Infosys Limited of India, Inc. v. Director, Division of Taxation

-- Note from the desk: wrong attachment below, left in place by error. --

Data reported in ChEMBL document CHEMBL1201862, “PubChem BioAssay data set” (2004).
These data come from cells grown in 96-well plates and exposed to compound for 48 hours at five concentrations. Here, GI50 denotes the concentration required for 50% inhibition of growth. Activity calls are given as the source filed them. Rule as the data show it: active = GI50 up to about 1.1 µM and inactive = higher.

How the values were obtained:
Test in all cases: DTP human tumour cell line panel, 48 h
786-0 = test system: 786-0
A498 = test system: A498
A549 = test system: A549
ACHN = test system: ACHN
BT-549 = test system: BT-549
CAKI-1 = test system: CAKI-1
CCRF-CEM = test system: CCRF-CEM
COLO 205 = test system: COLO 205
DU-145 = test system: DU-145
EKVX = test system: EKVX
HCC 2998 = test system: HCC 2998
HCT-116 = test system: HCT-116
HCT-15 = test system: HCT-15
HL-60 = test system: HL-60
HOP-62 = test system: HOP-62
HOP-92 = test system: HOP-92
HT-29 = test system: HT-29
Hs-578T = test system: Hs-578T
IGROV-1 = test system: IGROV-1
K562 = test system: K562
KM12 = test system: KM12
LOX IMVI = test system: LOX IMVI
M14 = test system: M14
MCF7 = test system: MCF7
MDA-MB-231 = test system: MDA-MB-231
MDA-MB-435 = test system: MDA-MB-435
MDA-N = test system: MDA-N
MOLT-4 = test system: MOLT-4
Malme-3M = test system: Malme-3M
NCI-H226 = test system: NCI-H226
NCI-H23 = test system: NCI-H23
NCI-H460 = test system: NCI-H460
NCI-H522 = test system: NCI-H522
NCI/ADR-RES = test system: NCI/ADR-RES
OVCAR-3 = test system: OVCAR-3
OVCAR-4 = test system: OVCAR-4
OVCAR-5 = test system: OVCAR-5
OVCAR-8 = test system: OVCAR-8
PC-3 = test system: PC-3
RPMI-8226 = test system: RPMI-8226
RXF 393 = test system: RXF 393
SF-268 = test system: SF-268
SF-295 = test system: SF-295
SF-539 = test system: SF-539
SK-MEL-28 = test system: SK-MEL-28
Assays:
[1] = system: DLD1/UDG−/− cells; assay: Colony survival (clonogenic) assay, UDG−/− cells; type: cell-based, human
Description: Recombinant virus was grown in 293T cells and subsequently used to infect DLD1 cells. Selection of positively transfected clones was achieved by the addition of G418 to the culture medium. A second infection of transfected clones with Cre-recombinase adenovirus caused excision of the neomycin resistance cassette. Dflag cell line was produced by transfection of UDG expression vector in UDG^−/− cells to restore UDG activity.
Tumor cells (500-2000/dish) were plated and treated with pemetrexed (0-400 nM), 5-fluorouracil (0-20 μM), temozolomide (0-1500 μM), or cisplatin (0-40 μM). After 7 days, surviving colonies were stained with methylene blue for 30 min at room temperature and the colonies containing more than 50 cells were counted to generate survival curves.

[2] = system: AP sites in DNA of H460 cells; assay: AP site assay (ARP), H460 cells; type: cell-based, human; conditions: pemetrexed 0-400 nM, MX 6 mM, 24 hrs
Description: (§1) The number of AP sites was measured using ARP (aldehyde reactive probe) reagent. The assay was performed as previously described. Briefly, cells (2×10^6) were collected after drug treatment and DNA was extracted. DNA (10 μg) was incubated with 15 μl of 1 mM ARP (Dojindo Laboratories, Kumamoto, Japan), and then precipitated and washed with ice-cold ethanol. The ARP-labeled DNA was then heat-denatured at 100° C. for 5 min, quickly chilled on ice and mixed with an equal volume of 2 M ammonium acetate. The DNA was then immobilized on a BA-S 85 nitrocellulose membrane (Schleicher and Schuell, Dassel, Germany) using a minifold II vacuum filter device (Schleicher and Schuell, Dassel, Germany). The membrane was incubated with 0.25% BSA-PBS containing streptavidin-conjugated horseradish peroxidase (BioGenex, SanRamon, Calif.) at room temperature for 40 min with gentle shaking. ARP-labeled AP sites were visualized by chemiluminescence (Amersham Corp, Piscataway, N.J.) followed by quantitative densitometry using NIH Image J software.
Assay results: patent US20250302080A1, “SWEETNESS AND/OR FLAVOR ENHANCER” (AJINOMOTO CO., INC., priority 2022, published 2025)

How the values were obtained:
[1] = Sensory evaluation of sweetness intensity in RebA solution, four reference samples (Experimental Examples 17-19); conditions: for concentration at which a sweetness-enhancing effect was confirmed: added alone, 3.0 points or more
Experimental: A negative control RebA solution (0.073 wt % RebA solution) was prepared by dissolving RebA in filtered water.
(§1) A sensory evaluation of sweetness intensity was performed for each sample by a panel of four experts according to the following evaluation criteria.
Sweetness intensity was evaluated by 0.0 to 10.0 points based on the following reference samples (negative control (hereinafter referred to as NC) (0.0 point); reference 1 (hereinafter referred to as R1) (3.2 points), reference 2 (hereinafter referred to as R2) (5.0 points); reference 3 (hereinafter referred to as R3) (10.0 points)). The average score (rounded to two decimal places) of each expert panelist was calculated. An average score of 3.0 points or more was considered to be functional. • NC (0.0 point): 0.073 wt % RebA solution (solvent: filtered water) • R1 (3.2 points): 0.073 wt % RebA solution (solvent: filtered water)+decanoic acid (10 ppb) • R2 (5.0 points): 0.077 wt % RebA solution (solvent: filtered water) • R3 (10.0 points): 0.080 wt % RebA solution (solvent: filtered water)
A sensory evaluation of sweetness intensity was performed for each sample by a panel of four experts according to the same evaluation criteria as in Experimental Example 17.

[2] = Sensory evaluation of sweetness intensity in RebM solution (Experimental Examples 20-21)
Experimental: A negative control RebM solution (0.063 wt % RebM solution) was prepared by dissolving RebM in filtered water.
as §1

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TAX COURT OF NEW JERSEY 210 S. Broad Street, 5th Floor Trenton, New Jersey 08608 (609) 815-2922, Ext. 54560 Hon. Mary Siobhan Brennan, J.T.C. JUDGE March 19, 2018 Wilson Law Group, LLC Margaret C. Wilson, Esquire 34 E. Main Street Somerville, New Jersey 08876 Via ECourts Office of the Attorney General Michael J. Duffy, Deputy Attorney General Richard J. Hughes Justice Complex 25 Market Street PO Box 106 Trenton, New Jersey 08625-0106 Via ECourts RE: Infosys Limited of India, Inc. v. Director, Division of Taxation Docket # 012060-2016 Dear Counsellors: This constitutes the court’s decision on defendant’s motion for reconsideration of the court’s November 28, 2017 letter opinion, granting Infosys Limited of India, Inc.’s (“Infosys”) motion for partial summary judgment and denying Director, Division of Taxation’s (“Director”) cross-motion for partial summary judgment. In that opinion, the court determined Infosys’s entire net income for New Jersey Corporation Business Tax (“CBT”) purposes is equal to its federal taxable income, as reflected on Infosys’s federal tax return. Further, the court ordered the refund of CBT paid on Infosys’s foreign source income for the 2008 through 2011 tax years. For the reasons explained more fully below, the court will grant, in part, Director’s motion for reconsideration and amplify its prior decision. * A motion for rehearing or reconsideration is governed by R. 8:10, which states: The provisions of R. 1:7-4, R. 4-49-1 and R. 4-49-2 (Motion for New Trial and Motion to Alter or Amend a Judgment) shall apply to Tax Court matters except that all such motions shall be filed and served not later than 20 days after the conclusions of the court are announced orally or in writing, with respect to R. 1:7-4 and R. 4:49-1, and after the date of the judgment or order, with respect to R. 4:49-2. [R. 8:10.] The Director’s moving papers request relief pursuant to R. 4:49-2, which provides, in part, that: [A] motion for rehearing or reconsideration seeking to alter or amend a judgment or order shall be served not later than 20 days after service of the judgment or order upon all parties by the party obtaining it. [R. 4:49-2.] The court finds the Director’s Motion for Reconsideration was timely filed on December 18, 2017, within the 20-day period prescribed under R. 4:49-2. 1 In its motion, the Director requests the court vacate its November 28, 2017 decision, deny Infosys’s motion for partial summary judgment, and grant Director’s cross-motion for partial summary judgment. A motion for rehearing or reconsideration is granted sparingly. R. 4:49-2 requires the motion "state with specificity the basis on which it is made, including a statement of the matters or controlling decisions which counsel believes the court has overlooked or as to which it has erred . . . ." R. 4:49-2. Reconsideration "is a matter within the sound discretion of the court, to be exercised in the interest of justice." Cummings v. Bahr, 295 N.J. Super. 374, 384 (App. Div. 1996). Thus, a motion for reconsideration will be granted "only for those cases which fall into that narrow corridor in which either: (1) the court has expressed its decision based upon a palpably incorrect or irrational basis, or (2) it is obvious that the court either did not consider, or failed to appreciate the significance of probative, As a procedural matter, the court signed an Order in accordance with its November 28, 2018, however that Order was inadvertently not uploaded onto the ECourts system. It is being uploaded simultaneously with this Letter Opinion. 1 2 competent evidence." D'Atria v. D'Atria, 242 N.J. Super. 392, 401 (Ch. Div. 1990). Reconsideration is reserved for unique circumstances and is not justified by a litigant's mere dissatisfaction with the court's decision; such arguments are best raised on appeal. Ibid. The Director raises two arguments in support of its motion for relief. First, the Director asserts that the court did not specifically analyze N.J.S.A. 54:10A-4(k)(2)(A), which it argues requires the add-back of foreign income that is exempted under federal law. That statute provides as follows: (k) “Entire net income” shall mean total net income from all sources, whether within or without the United States, and shall include the gain derived from the employment of capital or labor, or from both combined, as well as profit gained through a sale or conversion of capital assets. For the purpose of this act, the amount of a taxpayer’s entire net income shall be deemed prima facie to be equal in amount to the taxable income, before net operating loss deduction and special deductions, which the taxpayer is required to report, or, if the taxpayer is classified as a partnership for federal tax purposes, would otherwise be required to report, to the United States Treasury Department for the purpose of computing its federal income tax, provided however, that in the determination of such entire net income, .... (2) Entire net income shall be determined without the exclusion, deduction or credit of: (A) The amount of any specific exemption or credit allowed in any law of the United States imposing any tax on or measured by the income of corporations. [N.J.S.A. 54:10A-4 (k)(2)(A).] Additionally, the Director maintains that the court erred in reaching the conclusion that the Director did not object to Infosys’ calculation of the CBT refund due. Thus, the Director asserts that entry of the court’s order directing payment of a refund to Infosys in the amount claimed, plus interest, was in error. In support of this contention, the Director points to page 17, footnote 4 of its summary judgment brief, reciting: 3 Neither the Tax Convention with the Republic of India (“Treaty”) nor the Pre-Filing Agreement have been included in the motion record. Thus, Taxation reserves the right to verify that Plaintiff’s returns were prepared in accord with said documents in the context of discovery. Thus, even if Plaintiff’s motion is granted, this Court should not order a specific dollar refund at this time. The court is satisfied that the reasoning set forth in its November 28, 2017 letter opinion adequately addresses why the Director's interpretation of the term "entire net income” under N.J.S.A. 54:10A-4(k) is in error. Nevertheless, to the extent that the court offered insufficient reasoning why the add-back provisions of N.J.S.A. 54:10A-4(k)(2)(A) do not apply, the court hereby revises and amplifies its November 28, 2017 decision. Additionally, the court vacates that portion of its November 28, 2017 decision ordering the Director to make payment of a $5,831,788 refund to Infosys, and affords the Director until Monday, July 30, 2018 2 to calculate the refund due Infosys consistent with this decision. The court first addresses the Director’s motion for reconsideration as it relates to the addback provisions of N.J.S.A. 54:10A-4(k)(2)(A). Subsequent to the Appellate Division’s decision in Toyota Motor Credit Corp. v Director, Div. of Taxation, 28 N.J. Tax 96 (Tax 2014), aff’d, No. A-5189-14T3 (App. Div. October 23, 2017), the Director presented an additional argument. The Director argued that even if Line 29 of the Unconsolidated Federal Form 1120-F establishes the tax base, the Director can still addback exemptions or deductions allowed under the treaty by virtue of N.J.S.A. 54:10A-4(k)(2)(A). That statute allows for the add-back of “specific exemptions or credit allowed in any law of the United States imposing any tax on or measured by the income of corporations.” 2 The claims not included in this partial summary judgment are scheduled for trial on Monday July 30, 2018. Any outstanding dispute regarding the amount of refund due plaintiff will be resolved as part of the trial. 4 The Director’s position is that N.J.S.A. 54:10A-4(k)(2)(A) is a broadly written add-back provision that can apply to several different types of federally exempted income, including foreign income. It asserts that under the treaty, Infosys’s foreign income is exempted from federal taxation by means of I.R.C. sections 11(d), 882(b) and 6114 and therefore fits squarely within the purview of the add-back statute. Generally, the I.R.C. imposes a tax on a domestic corporation’s world-wide taxable income. See I.R.C. §§ 11; 61; and 63. Specifically, I.R.C. § 11(d) provides: Foreign corporations. In the case of a foreign corporation, the taxes imposed by subsection (a) and section 55 [I.R.C. § 55] shall apply only as provided by section 882. [I.R.C. § 11(d).] In the case of a foreign corporation, the tax imposed is determined by § 882. Generally, a foreign corporation engaged in a trade or business within the United States is subject to tax on its “taxable income which is effectively connected with the trade or business of the United States.” I.R.C. § 882 (a)(1). Internal Revenue Service regulations provide: All income, gain or loss for the taxable year derived by a … foreign corporation engaged in a trade or business in the United States from sources within the United States which does not consist of income, gain or loss described in section 871 (a)(1) or 881 (a), or of gain or loss from the sale or exchange of capital assets, shall, for purposes of paragraph (a) of this section, be treated as effectively connected for the taxable year with the conduct of a trade or business in the United States. [26 C.F.R. § 1.864-4(b).] I.R.C. § 882(b) states: Gross income. In the case of a foreign corporation, except where the context clearly indicates otherwise, gross income includes only (1) gross income which is derived from sources within the United States and which is not effectively connected with the conduct of a trade or business within the United States, and (2) gross income which is effectively 5 connected with the conduct of a trade or business within the United States. [Ibid.] The Director concludes that because I.R.C. §§11(d) and 882 exclude or exempt certain income from sources outside of the U.S. from a foreign corporation’s tax base, these are specific exemptions that must be added back to a taxpayer’s federal taxable income for purposes of computing New Jersey entire net income pursuant to N.J.S.A. 54:10A-4(k)(2)(A). Finally, the Director argues that since I.R.C. § 6114 requires that foreign income excluded from federal taxation based on treaty positions be disclosed, under New Jersey law, such income is to be included in entire net income. I.R.C. § 6114 provides: (a) In general. Each taxpayer who, with respect to any tax imposed by this title, takes the position that a treaty of the United States overrules (or otherwise modifies) an internal revenue law of the United States shall disclose (in such manner as the Secretary may prescribe) such position(1) On the return of tax for such tax (or any statement attached to such return) . . . . [Ibid.] The Director asserts that to the extent that a treaty-based tax return position reduced Infosys’s income on Line 29 of its CBT return, that reduction may then be added back for purposes of computing entire net income under N.J.S.A. 54:10A-4(k)(2)(A). The court finds the Director’s arguments unconvincing. N.J.S.A. 54:10A-4(k)(2)(A) allows for the add-back of “specific exemptions or credit allowed in any law of the United States imposing any tax on or measured by the income of corporations.” First and foremost, the U.S.-India treaty is not a 6 law of the United States. Treaties are, by definition, agreements between foreign states governed by international law. 3 The distinction between a treaty and a law of the United States is acknowledged by their separate reference in the Supremacy Clause of the Constitution: This Constitution, and the Laws of the United States which shall be made in Pursuance thereof, and all Treaties made, or which shall be made, under the Authority of the United States, shall be the supreme Law of the Land; and the Judges in every State shall be bound thereby, any Thing in the Constitution or Laws of any State to the Contrary notwithstanding. [U.S. Const., art. VI, cl. 2] In addition, I.R.C. § 6114 itself distinguishes “a treaty of the United States” from “an internal revenue law of the United States.” There is no case law supporting the Director’s position. The court is aware of only one case where a similar argument was successfully advanced, and that matter is easily distinguishable from the present case. See Garfield Trust Co. v. Director, Div. of Taxation, 102 N.J. 420 (1986), wherein the New Jersey Supreme Court determined that the inclusion of the face value and interest income of federal obligations arising under the Federal Public Debt Statute, 31 U.S.C.S. §742 was to be included in the CBT tax base pursuant to N.J.S.A. 54:10A-4(k)(2)(A)). Moreover, neither treaty protection nor the I.R.C. limitations on the scope of taxation of foreign entities qualifies as a “specific exemption or credit” as required by the statute. In fact, N.J.A.C. 18:7- 3 The broad meaning of the word "treaty", as the term is customarily used, is “any international agreement concluded between states in written form and governed by international law, whether embodied in a single instrument or in two or more related instruments and whatever its particular description . . . .” Vienna Convention of the Law of Treaties of May 23, 1969, Art. 2(1)(a), Compiled at 63 Am.J.Int'l L. 875 (1969). See also B. Altman & Co. v. United States, 224 U.S. 583, 600-01, 32 S. Ct. 593, 56 L. Ed. 894 (1912); L. Henkin, Foreign Affairs and the Constitution 142 (1972). 7 5.2 refers to a specific exemption as being a deduction when computing federal taxable income, not to foreign income that was never included in the federal tax base. 4 Had the Legislature wished to provide for the add-back of foreign income excluded by treaties of the United States, it could have specifically done so. The Legislature chose to equate CBT entire net income with “the taxable income, before net operating loss deduction and special deductions, which the taxpayer is required to report … to the United States Treasury Department for the purpose of computing its federal income tax” subject only to specific add-back provisions. To interpret N.J.S.A. 54:10A-4(k)(2)(A) as broadly as is argued by the Director would be to undercut the Legislature’s clearly stated intent and render it meaningless when determining entire net income of foreign corporations. With respect to the court’s prior decision ordering payment of the refund, that provision is vacated. The court accepts the Division’s argument that discovery and analysis has not been completed due to the early filing of the partial summary judgment motions. For this reason the court will not specify the amount of the refund due to Infosys, and will permit the Division sufficient opportunity to conduct discovery and determine its position on this issue. If the parties cannot resolve this issue, the court will include this issue as part of the trial on the disputes not included in the partial summary judgment motions. That trial is scheduled for Monday July 30, 2018. In conclusion, the court grants Infosys’ motion for partial summary judgment and denies the Director’s motion for partial summary judgment. Upon reconsideration the court vacates its prior order instructing the Director to issue a CBT refund to Infosys in the amount of $5,831,788, plus interest. The Director shall have until July 30, 2018 to calculate the refund amount due plaintiff in accordance N.J.A.C. 18:7-5.2 states that CBT taxpayers are to add back to their federal taxable income “[t]he amount of any specific exemption or credit allowed in any law of the United States imposing any tax on or measured by the income of corporations, where such specific exemption or credit has been deducted in computing Federal taxable income.” 4 8 with this decision. If Infosys and the Director are unable to agree on a specific refund amount, they shall advise the court and the matter will be included as part of the July 30, 2018 trial concerning the remaining issues in this case. Sincerely, /s/ Mary Siobhan Brennan, J.T.C. 9